False Confessions, Amazon Prime, 2020, director Katrine Philip.

False Confessions, Amazon Prime, 2020, director Katrine Philip.

Watch False Confessions | Prime Video (amazon.co.uk)

What makes this interesting is we see footage of people who have been accused of heinous crimes—they were later proved to be innocent. We see, for example, police officers interviewing Lorenzo Montoya. He was fourteen-years-old when he walked into the police station 10th January 2000. He was convicted of the murder of Emily Johnson, a 29-year-old teacher at Skinner Middle School, and sentenced to life without parole. In the United States legal system detectives can tell lies in order to gain a conviction. One detective poses as a forensic expert and takes Montoya’s shoe away from the interview room and comes back and says it matched the blood splatter found beside Johnson’s body. Montoya confessed to the murder.

Twenty-two-year-old intern Malthe Thompson was arrested and sent to Riker’s island after he admitted sexually abusing 13 children at a Midtown pre-school in Manhattan. Detectives said they had video evidence of the offences. Thompson said he could not remember sexually abusing these children, but it must be true if they had images. In Denmark, where he was a citizen, police are not allowed to lie to suspects, and they are breaking the law if they do. Thompson died when he was twenty-seven.

Korey Wise was one of five black and Latino teenagers convicted in The Central Park jogging and rape case. I vaguely remembered this (the victim has recently outed herself and wrote a book about her experiences). Justice was swift. Police took in over fourteen suspects. Five of them admitted to the offences. Many of them, like Wise, aged 14-to-16-years old. Wise served thirteen years and eight months of his 6-15 years’ sentence on charges of sexual abuse, assault and riot. A serial rapist admitted to the crime and the boys were exonerated with the help of forensic evidence. They were paid damages.  

As usual, we have the talking heads such as former detectives such as Lieutenant Joseph La Corte who admitted that the way they went about things was simply wrong. That False Confessions weren’t worth the paper they weren’t written on. The whole system was corrupt.

In Britain, we know that policemen aren’t meant to lie to suspects, but we know they do. The Guildford Four, for example, didn’t suddenly decide to admit to a pub bombing they’d no knowledge of.

Psychologist, Saul M Kasin (John Jay College of Criminal Justice) offers us clues to why this happens. We all like to think that we’d be the exception to the rule. He cites Milgram’s classic obedience study in which the overwhelming majority of subjects went ahead and tortured those experimented on when commanded by a professorial authority figure. Milgram concluded that given the right conditions American citizens would behave in a similar way to their Nazi counterparts. The moron’s moron ran a larger experiment, when the 45th United States President asked his subjects to believe that the ballot for the 46th Presidential election was rigged, and they should storm the Senate and Congress. Four United States citizens lost their lives.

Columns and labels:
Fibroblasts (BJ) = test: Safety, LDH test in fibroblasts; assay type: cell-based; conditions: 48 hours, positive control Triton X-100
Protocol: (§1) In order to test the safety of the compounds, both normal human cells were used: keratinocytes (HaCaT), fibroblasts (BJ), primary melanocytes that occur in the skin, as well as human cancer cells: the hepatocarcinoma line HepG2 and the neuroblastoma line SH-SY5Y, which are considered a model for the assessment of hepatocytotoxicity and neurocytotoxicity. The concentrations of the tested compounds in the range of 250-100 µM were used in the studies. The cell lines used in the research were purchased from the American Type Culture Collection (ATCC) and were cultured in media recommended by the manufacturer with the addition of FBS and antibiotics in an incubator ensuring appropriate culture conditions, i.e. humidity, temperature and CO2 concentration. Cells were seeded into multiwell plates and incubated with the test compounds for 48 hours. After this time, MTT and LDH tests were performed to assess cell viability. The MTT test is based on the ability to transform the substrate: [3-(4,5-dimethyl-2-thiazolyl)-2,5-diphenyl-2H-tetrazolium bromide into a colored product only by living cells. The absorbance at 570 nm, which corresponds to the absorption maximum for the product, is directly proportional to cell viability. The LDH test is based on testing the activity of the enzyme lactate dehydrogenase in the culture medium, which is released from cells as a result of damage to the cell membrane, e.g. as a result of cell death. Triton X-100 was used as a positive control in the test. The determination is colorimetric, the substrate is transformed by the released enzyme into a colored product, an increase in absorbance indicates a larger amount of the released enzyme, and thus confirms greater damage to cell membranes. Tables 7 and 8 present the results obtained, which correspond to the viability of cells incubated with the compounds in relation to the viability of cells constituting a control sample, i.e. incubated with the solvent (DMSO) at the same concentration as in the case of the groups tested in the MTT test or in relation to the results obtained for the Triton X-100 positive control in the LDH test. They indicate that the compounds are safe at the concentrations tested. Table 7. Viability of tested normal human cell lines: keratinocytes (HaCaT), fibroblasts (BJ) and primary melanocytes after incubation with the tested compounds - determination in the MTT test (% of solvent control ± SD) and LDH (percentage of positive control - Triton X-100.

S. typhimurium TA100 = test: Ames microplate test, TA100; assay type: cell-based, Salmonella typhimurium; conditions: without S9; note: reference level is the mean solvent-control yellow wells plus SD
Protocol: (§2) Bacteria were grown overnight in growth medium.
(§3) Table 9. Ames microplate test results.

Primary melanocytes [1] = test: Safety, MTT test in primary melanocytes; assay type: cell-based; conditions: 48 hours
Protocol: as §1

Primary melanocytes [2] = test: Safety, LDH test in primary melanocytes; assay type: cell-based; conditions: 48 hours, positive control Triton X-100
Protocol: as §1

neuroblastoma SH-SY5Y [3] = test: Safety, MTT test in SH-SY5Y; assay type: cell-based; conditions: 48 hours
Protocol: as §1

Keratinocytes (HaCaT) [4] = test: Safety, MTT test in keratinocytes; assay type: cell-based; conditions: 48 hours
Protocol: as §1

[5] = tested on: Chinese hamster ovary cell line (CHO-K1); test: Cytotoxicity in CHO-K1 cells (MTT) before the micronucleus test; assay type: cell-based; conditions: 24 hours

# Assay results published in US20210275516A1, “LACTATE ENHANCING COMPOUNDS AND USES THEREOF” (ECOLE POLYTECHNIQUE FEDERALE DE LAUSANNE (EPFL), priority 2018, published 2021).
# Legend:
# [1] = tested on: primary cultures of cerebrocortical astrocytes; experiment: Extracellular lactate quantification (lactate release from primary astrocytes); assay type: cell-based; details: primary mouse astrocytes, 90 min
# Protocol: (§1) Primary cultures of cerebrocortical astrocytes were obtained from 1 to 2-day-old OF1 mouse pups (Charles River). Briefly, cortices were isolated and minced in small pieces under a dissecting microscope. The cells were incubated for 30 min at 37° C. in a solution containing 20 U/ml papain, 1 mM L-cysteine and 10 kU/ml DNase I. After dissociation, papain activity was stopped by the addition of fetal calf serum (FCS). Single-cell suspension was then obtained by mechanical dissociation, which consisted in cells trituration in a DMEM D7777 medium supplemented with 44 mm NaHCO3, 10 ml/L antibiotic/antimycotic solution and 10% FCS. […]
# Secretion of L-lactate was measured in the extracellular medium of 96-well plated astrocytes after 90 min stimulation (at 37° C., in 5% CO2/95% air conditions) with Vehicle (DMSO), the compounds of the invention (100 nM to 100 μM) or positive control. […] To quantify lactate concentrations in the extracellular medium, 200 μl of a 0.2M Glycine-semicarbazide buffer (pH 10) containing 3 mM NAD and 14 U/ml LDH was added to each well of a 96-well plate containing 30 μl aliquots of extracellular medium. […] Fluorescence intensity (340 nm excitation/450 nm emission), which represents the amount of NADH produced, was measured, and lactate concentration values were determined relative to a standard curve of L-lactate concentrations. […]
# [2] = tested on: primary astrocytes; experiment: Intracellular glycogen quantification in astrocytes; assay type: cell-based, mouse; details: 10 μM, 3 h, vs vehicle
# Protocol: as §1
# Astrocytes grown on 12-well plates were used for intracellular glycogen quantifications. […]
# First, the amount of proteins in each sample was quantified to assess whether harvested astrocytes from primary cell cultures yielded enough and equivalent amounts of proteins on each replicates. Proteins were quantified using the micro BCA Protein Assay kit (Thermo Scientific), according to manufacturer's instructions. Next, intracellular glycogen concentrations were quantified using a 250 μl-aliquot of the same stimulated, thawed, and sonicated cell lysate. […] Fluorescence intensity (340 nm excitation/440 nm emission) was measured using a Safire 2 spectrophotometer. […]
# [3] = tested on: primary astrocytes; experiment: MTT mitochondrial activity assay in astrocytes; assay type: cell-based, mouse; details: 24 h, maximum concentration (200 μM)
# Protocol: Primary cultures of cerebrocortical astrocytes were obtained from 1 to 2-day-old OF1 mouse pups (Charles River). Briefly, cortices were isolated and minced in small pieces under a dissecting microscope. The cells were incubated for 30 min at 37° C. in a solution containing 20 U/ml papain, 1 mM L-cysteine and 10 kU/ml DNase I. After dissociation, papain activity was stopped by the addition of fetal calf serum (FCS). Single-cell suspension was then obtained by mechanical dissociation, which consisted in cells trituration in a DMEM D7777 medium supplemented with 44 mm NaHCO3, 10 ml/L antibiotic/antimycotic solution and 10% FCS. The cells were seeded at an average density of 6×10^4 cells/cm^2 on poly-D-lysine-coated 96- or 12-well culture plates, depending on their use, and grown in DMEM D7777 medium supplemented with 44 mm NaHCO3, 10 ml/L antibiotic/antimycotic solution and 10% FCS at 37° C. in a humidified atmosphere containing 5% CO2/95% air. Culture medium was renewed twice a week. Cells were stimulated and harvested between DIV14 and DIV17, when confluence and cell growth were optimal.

Kassin suggests that confessions are highly persuasive to jurors, sometimes trumping even forensic evidence at trials. Jurors, quite simply, find it hard to believe that anyone would admit to doing something they didn’t.

Suspects such as Lorenzo Montoya and Korey Wise are often vulnerable. But they believe the opposite to jurors. If they admit their guilt, they’ll get the detectives browbeating them off their back, and then they can go home. I used such a scenario in a novel I’d written years ago. The suspects believe they are innocent and jurors will know they are innocent too. They can’t quite work out why jurors won’t believe them. And jurors can’t understand why they confessed if they were innocent. Common-sense and morality suggests not only would that be wrong, but it would be dumb. Victims of miscarriages are the poorest members of society and have little or no one to speak for them. See, for example, the case of Ruben Carter.

Kassin goes back further to the Salem witch trials of 1692. He looks at the pattern of prevalence and links it to those prisoners like Corey and Montoya who have been imprisoned because of false confections but exonerated through advances in DNA forensic evidence and suggests that figure is around 20% to 25%, but that figure may be higher in capital murder cases. A ball-park figure therefore suggests more than a quarter of those executed did not commit the crime.     

Jeffrey Deskovic, for example, was released from a New York prison on 20th September 2006. He spent 15 years inside for a murder he didn’t commit. ‘I told them what they wanted to hear’, he said. He believed the American criminal justice system would exonerate him. ‘I thought it was all going to be OK in the end’.

Even when jurors know that confessions have been coerced, they don’t believe they’ve been that coerced. They believe in the American justice system too. Detectives can’t tell who the liars are because they too are lying. Judges and jurors side with what they know. And what’s been told them by men in uniform. Nothing new here. Burn the witch. Jail the black man.

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